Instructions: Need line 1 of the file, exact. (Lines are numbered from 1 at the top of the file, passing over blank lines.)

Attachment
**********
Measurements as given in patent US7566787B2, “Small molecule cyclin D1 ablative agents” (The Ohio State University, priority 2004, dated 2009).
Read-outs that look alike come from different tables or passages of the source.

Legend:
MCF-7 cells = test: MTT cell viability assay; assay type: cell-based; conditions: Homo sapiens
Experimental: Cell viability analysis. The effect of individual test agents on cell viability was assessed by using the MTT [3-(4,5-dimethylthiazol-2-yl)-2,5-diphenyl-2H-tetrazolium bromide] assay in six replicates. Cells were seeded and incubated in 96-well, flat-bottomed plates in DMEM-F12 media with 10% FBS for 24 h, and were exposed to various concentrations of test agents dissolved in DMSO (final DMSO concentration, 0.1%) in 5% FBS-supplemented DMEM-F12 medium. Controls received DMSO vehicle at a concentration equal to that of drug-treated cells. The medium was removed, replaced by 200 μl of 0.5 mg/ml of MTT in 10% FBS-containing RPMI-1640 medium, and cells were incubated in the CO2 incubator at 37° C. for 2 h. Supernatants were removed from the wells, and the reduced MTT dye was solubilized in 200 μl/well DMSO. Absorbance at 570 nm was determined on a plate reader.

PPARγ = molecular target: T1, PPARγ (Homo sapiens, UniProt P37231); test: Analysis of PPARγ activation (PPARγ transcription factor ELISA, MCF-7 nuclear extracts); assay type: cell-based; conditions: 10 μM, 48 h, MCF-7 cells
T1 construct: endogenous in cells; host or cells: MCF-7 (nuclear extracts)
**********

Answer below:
Measurements as given in patent US7566787B2, “Small molecule cyclin D1 ablative agents” (The Ohio State University, priority 2004, dated 2009).